South Asian Heritage Month: Urfan Faqir
Urfan is the Project Leader for the Graduate Workforce Bradford Project based within Career and Employability Services. The project aims to improve the prospects and career destinations for ethnic minority students and graduates. Previously he has worked with young people in school and colleges supporting them with work experience, job opportunities and apprenticeships. Urfan also has experience of working in the executive recruitment industry as a head-hunter specialising in management consulting.
He has not always worked in education and employability. Urfan has a passion for music, especially house music. He spent a number of years DJing in London around Brick Lane and Shoreditch. He could be seen at his residency at The Lane Bar or playing occasional spots at now closed Turnmills or The Rhythm Factory.
Urfan spent time living in Pakistan as a child. He has fond memories of the village and enjoyed the open living experience. Watching his grandmother cook on an open fire. Eating home grown vegetables and fruits from the crop fields and sleeping under the stars.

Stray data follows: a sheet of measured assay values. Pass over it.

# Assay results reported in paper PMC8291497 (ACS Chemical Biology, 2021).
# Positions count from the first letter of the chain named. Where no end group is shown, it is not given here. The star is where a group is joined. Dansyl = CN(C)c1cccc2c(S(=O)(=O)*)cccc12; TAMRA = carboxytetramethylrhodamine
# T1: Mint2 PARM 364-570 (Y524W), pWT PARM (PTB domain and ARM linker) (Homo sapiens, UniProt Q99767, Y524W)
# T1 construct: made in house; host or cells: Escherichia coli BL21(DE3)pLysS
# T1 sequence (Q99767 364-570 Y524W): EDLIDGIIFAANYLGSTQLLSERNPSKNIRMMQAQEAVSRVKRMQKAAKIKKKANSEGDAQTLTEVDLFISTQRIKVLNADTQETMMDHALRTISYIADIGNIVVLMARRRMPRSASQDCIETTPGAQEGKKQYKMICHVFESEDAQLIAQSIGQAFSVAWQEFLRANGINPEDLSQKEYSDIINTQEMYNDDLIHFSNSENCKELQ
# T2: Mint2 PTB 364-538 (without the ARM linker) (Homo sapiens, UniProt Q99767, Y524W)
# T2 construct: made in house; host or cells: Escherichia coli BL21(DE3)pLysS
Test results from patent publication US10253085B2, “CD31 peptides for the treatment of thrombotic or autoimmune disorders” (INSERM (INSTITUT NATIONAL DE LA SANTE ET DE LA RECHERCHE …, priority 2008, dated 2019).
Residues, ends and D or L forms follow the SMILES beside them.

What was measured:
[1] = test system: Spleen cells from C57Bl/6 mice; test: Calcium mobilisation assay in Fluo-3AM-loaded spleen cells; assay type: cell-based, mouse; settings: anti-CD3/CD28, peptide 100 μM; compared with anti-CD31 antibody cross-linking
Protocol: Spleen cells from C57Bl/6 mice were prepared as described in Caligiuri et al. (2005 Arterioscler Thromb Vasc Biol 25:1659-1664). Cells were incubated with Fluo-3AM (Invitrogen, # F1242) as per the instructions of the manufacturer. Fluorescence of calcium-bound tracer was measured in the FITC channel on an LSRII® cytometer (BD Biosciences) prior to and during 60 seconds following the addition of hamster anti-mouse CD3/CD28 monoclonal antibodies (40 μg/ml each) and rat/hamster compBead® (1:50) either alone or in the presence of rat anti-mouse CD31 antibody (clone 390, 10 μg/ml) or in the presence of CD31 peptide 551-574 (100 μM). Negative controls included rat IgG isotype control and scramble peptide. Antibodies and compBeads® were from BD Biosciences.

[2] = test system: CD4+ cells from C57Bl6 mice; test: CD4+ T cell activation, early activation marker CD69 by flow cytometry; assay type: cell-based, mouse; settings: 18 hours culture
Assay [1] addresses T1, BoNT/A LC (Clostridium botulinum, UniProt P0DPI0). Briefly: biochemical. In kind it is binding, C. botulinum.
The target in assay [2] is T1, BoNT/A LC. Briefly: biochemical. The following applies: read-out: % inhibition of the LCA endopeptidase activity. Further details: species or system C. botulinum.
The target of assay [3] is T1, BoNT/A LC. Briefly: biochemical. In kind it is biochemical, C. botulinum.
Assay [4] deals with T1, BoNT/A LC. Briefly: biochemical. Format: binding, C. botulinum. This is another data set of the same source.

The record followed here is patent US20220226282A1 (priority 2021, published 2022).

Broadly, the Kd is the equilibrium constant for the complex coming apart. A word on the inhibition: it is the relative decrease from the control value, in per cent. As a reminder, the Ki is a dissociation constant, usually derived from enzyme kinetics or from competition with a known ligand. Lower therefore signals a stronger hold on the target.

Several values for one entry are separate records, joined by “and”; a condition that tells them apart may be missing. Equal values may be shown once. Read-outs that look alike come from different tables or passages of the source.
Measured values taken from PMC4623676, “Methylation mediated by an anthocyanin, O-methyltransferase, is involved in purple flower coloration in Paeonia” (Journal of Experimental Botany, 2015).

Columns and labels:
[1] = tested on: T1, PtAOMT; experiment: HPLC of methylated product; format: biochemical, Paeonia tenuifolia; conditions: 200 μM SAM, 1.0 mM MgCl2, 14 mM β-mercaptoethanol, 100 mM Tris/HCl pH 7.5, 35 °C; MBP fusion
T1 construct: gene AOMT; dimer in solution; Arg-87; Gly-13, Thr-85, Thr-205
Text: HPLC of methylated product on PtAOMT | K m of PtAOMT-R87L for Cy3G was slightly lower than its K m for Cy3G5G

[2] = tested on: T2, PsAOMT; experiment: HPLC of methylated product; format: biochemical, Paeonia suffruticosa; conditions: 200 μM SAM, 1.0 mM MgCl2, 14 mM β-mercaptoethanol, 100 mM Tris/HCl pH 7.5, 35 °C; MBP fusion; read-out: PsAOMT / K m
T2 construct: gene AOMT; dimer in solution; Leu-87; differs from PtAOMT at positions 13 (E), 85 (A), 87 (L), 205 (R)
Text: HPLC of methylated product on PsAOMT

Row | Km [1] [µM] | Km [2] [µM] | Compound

His grandparents lived in a small town called Mehsampur near to Nakodar in India but after the partition they fled to Lahore by foot. Once in Lahore they struggled to secure enough land to farm. They decided to move further out towards the villages and finally settled in a small village called Ganguwal near Dipalpur in Pakistan Punjab. His grandad first emigrated to Nelson, England in the 1960’s followed by his father and mother in the 70’s.
Urfan is proud of his Pakistani heritage, the history, struggles and accomplishments of his grandparents and parents. Rebuilding their lives after surviving partition must have been gruelling and traumatic for them. They lost everything including his grandmother losing two children due to malnourishment. As time moves on, we need to appreciate where we came from and who we are now. We must also realise cultures evolve over time and trying to hold onto something that does not exist in the motherland can be unhealthy. Now when he visits Pakistan it’s a modern, vibrant and full of energy and hopes to visit frequently in the future.